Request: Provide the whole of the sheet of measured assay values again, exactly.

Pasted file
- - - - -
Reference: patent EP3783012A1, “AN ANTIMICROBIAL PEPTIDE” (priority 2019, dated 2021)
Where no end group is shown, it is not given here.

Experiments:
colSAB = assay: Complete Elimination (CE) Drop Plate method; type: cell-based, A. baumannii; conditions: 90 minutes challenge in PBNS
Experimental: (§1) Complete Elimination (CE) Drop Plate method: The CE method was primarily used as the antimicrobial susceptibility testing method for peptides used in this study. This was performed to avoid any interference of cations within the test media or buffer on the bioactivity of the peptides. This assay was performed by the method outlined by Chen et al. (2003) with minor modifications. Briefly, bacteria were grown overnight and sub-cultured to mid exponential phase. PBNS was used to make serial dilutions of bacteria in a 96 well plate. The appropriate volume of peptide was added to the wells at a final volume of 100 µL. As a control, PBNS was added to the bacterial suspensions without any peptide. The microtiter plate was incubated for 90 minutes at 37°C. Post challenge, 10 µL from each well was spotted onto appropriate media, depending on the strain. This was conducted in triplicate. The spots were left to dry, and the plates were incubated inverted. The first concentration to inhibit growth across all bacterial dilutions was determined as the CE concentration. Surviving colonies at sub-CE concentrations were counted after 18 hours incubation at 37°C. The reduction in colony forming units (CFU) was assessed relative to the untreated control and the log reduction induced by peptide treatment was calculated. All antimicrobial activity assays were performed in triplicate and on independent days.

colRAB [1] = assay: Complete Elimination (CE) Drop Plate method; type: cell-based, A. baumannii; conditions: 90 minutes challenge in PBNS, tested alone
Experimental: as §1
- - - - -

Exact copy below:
Reference: patent EP3783012A1, “AN ANTIMICROBIAL PEPTIDE” (priority 2019, dated 2021)
Where no end group is shown, it is not given here.

Experiments:
colSAB = assay: Complete Elimination (CE) Drop Plate method; type: cell-based, A. baumannii; conditions: 90 minutes challenge in PBNS
Experimental: (§1) Complete Elimination (CE) Drop Plate method: The CE method was primarily used as the antimicrobial susceptibility testing method for peptides used in this study. This was performed to avoid any interference of cations within the test media or buffer on the bioactivity of the peptides. This assay was performed by the method outlined by Chen et al. (2003) with minor modifications. Briefly, bacteria were grown overnight and sub-cultured to mid exponential phase. PBNS was used to make serial dilutions of bacteria in a 96 well plate. The appropriate volume of peptide was added to the wells at a final volume of 100 µL. As a control, PBNS was added to the bacterial suspensions without any peptide. The microtiter plate was incubated for 90 minutes at 37°C. Post challenge, 10 µL from each well was spotted onto appropriate media, depending on the strain. This was conducted in triplicate. The spots were left to dry, and the plates were incubated inverted. The first concentration to inhibit growth across all bacterial dilutions was determined as the CE concentration. Surviving colonies at sub-CE concentrations were counted after 18 hours incubation at 37°C. The reduction in colony forming units (CFU) was assessed relative to the untreated control and the log reduction induced by peptide treatment was calculated. All antimicrobial activity assays were performed in triplicate and on independent days.

colRAB [1] = assay: Complete Elimination (CE) Drop Plate method; type: cell-based, A. baumannii; conditions: 90 minutes challenge in PBNS, tested alone
Experimental: as §1